@b_cavello another part of the framework I'm developing is an assessment questionnaire. The assessment questionnaire will cover basics to slightly more advanced topics, such as like what a paperclip does (attachment) or a burger menu or whatever.
@b_cavello I think a basic paradigm is going to be that the beginners will take all three classes, the intermediates will take only class two and three, and the slightly more advanced people will only have to take class 3
@rchrd That makes sense! If that doesn't work, you could also maybe do a peer-learning so the folks with more familiarity can help others.
@b_cavello so far the icons I want to touch are
@rchrd Great list! Also maybe mute/unmute and chat bubble. Also the "..." for things that contain more menu items. (Looking at the Zoom interface at the moment 😜)
@b_cavello added! I have a growing GitMind map of this whole beast actually if you'd like to see it. Message me and I'll link you
@crashsolo I've seen their site and got some ideas from them, the only problem is their lessons are all done on a large screen with a mouse and are very computer-focused. My training will be largely phone-focused because few in the population I work with will have personal computers.
Additionally, you can't complete their trainings on a phone. See attached; this occurs on the second slide of the most basic module, and you can't scroll over to find the laptop to the right. 🙄
@rchrd my one piece of input here, particularly re: scams but also generally, is don't focus on specific scams. Use them as examples if you must. But the important thing is building the habit of asking "if someone was trying to scam me by doing this, how would it work?" and "would the real * ever contact me in this way?" that gives one the ability to recognize them without keeping a complete list of them in their head.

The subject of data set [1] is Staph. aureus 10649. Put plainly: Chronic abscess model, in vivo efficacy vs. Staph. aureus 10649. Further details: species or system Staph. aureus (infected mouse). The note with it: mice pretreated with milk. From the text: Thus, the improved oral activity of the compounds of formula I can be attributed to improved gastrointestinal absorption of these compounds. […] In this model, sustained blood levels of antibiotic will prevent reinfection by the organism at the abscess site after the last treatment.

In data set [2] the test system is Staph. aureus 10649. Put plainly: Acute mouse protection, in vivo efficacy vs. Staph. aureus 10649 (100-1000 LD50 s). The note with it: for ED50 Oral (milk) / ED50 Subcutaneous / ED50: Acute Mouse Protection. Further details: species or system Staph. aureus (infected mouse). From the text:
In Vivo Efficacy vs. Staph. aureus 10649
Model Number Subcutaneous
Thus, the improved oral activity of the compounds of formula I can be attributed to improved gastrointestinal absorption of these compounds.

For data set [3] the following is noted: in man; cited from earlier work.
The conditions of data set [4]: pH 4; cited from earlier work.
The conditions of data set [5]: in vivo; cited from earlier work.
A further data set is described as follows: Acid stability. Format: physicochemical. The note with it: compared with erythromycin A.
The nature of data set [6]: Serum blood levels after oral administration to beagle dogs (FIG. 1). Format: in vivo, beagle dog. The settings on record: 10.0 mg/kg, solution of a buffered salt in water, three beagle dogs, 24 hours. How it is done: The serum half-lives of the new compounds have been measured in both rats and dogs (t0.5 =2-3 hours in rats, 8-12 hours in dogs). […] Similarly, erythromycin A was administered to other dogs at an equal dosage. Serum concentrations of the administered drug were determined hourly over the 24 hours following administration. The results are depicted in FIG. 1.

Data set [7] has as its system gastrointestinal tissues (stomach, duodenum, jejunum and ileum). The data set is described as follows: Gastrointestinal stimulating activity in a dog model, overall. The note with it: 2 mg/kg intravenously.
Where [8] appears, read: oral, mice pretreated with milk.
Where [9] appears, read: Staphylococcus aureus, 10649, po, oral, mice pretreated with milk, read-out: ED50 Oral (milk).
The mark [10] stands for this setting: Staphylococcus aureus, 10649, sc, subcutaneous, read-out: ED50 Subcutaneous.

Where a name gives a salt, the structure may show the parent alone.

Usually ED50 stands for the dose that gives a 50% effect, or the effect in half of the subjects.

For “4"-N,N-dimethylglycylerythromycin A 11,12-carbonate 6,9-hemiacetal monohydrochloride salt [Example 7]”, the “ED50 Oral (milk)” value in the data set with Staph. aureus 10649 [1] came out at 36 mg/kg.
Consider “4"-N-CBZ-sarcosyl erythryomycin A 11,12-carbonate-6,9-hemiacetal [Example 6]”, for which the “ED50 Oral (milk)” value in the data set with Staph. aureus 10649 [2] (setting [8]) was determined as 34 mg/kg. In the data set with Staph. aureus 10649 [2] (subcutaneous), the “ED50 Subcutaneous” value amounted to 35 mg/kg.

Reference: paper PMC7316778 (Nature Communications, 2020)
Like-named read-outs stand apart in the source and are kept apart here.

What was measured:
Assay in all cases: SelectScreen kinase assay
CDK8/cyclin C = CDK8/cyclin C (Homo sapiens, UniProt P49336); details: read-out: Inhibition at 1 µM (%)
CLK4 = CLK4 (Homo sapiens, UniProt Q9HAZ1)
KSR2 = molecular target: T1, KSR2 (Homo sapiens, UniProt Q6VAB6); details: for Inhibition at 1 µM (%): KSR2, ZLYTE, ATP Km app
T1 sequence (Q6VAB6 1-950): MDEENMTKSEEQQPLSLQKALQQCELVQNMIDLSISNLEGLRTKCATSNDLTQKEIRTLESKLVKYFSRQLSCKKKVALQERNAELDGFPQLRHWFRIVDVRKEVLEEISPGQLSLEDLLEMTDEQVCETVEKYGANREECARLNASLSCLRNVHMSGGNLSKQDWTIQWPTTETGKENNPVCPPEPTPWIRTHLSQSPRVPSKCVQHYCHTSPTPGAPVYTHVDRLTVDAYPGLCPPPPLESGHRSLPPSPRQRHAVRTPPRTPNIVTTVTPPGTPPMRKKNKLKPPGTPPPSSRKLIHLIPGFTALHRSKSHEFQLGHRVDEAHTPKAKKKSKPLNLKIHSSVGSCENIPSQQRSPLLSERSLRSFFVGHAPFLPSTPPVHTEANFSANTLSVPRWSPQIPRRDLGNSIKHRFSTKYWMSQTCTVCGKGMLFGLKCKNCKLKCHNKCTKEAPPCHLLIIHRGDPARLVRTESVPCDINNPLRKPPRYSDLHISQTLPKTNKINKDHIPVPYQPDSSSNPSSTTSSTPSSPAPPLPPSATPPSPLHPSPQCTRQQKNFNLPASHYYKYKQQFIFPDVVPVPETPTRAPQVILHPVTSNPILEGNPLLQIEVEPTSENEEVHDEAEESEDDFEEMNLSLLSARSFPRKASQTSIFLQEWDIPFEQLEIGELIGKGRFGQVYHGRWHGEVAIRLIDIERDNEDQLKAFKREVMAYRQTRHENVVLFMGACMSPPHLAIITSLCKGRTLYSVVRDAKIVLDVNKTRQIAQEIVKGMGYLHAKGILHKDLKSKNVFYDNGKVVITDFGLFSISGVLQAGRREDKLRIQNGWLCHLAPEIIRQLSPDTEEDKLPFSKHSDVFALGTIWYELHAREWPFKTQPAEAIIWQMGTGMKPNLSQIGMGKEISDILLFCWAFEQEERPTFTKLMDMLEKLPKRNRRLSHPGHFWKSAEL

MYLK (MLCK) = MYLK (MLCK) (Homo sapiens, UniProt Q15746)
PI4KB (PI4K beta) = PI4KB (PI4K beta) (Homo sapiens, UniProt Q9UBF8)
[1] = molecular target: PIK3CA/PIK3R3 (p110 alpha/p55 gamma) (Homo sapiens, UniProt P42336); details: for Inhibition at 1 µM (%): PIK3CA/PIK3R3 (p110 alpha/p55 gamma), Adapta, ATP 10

@rchrd (You may recognize this as the "teach a person to fish" thing, because it essentially is. But a lot of people forget it when teaching knowledgey things, for some reason.)
@rchrd oh, also, the concept of locking your damn computer (or phone), and not sharing accounts (either local or remote).
"My roommate/partner read my emails when I was in the bathroom" should not be a thing that is even possible without at least some Actual Hacker Skills.
@rchrd I had worked on digital and media competences catalogue. It was meant to be used for assessing what skills kids need to be taught at what level in school. Perhaps useful:
(yes, the catalogue starts at page 352; yes, the domain sounds silly in English)
@rchrd my small suggestion is teach them something fun and free, as well as the important safety & privacy stuff - in particular, I was thinking of how there are how-to's/tutorials for just about anything on YouTube nowadays, so if there are any hobbies they'd like to pick up or handiwork skills they need a refresher on, for instance, it can be a great resource!
@hydrangea Yes! showing them the fundamentals of googling things and using YouTube to find something to learn
I'm not sure where in the course to put it tho
@rchrd Definitely information about how to spot a phishing email. What not to put in an email (SSN, etc.). How to find a job on a jobs website.
@rchrd Online privacy and personal data security would probably help a bunch. Broad stuff like the state of spying capacities of governments and corporations (like NSA or Pegasus), to personal stuff like which apps are most secure. This page has a bunch of the latter: